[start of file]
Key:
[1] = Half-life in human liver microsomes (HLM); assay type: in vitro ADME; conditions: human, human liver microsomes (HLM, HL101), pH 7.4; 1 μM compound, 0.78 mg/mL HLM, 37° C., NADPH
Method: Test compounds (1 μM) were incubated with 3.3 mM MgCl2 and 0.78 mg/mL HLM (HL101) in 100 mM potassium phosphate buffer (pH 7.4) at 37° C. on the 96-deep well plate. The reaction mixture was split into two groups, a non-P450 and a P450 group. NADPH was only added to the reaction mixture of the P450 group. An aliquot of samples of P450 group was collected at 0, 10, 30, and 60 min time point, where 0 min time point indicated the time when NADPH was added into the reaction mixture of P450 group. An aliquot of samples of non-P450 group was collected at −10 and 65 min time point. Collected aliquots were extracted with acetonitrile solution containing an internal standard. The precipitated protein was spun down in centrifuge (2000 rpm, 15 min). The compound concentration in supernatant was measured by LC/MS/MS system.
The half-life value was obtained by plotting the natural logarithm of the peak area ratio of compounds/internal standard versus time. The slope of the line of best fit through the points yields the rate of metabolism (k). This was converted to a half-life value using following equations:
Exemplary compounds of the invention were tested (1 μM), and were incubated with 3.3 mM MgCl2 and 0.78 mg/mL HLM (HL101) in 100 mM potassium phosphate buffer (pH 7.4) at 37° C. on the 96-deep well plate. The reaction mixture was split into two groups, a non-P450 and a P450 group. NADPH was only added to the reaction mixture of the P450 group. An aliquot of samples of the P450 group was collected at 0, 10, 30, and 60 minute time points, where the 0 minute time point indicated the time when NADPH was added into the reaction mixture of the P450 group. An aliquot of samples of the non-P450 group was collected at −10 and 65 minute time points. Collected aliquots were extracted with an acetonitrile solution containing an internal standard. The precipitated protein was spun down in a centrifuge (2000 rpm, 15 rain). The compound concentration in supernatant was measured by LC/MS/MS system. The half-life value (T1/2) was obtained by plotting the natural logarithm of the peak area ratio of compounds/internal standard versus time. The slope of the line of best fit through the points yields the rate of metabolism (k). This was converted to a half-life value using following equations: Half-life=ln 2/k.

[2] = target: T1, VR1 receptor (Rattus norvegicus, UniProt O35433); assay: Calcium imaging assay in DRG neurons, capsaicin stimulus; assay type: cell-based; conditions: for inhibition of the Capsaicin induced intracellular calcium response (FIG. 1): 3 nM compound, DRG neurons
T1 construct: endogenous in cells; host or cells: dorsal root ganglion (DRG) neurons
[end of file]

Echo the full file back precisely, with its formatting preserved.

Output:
Key:
[1] = Half-life in human liver microsomes (HLM); assay type: in vitro ADME; conditions: human, human liver microsomes (HLM, HL101), pH 7.4; 1 μM compound, 0.78 mg/mL HLM, 37° C., NADPH
Method: Test compounds (1 μM) were incubated with 3.3 mM MgCl2 and 0.78 mg/mL HLM (HL101) in 100 mM potassium phosphate buffer (pH 7.4) at 37° C. on the 96-deep well plate. The reaction mixture was split into two groups, a non-P450 and a P450 group. NADPH was only added to the reaction mixture of the P450 group. An aliquot of samples of P450 group was collected at 0, 10, 30, and 60 min time point, where 0 min time point indicated the time when NADPH was added into the reaction mixture of P450 group. An aliquot of samples of non-P450 group was collected at −10 and 65 min time point. Collected aliquots were extracted with acetonitrile solution containing an internal standard. The precipitated protein was spun down in centrifuge (2000 rpm, 15 min). The compound concentration in supernatant was measured by LC/MS/MS system.
The half-life value was obtained by plotting the natural logarithm of the peak area ratio of compounds/internal standard versus time. The slope of the line of best fit through the points yields the rate of metabolism (k). This was converted to a half-life value using following equations:
Exemplary compounds of the invention were tested (1 μM), and were incubated with 3.3 mM MgCl2 and 0.78 mg/mL HLM (HL101) in 100 mM potassium phosphate buffer (pH 7.4) at 37° C. on the 96-deep well plate. The reaction mixture was split into two groups, a non-P450 and a P450 group. NADPH was only added to the reaction mixture of the P450 group. An aliquot of samples of the P450 group was collected at 0, 10, 30, and 60 minute time points, where the 0 minute time point indicated the time when NADPH was added into the reaction mixture of the P450 group. An aliquot of samples of the non-P450 group was collected at −10 and 65 minute time points. Collected aliquots were extracted with an acetonitrile solution containing an internal standard. The precipitated protein was spun down in a centrifuge (2000 rpm, 15 rain). The compound concentration in supernatant was measured by LC/MS/MS system. The half-life value (T1/2) was obtained by plotting the natural logarithm of the peak area ratio of compounds/internal standard versus time. The slope of the line of best fit through the points yields the rate of metabolism (k). This was converted to a half-life value using following equations: Half-life=ln 2/k.

[2] = target: T1, VR1 receptor (Rattus norvegicus, UniProt O35433); assay: Calcium imaging assay in DRG neurons, capsaicin stimulus; assay type: cell-based; conditions: for inhibition of the Capsaicin induced intracellular calcium response (FIG. 1): 3 nM compound, DRG neurons
T1 construct: endogenous in cells; host or cells: dorsal root ganglion (DRG) neurons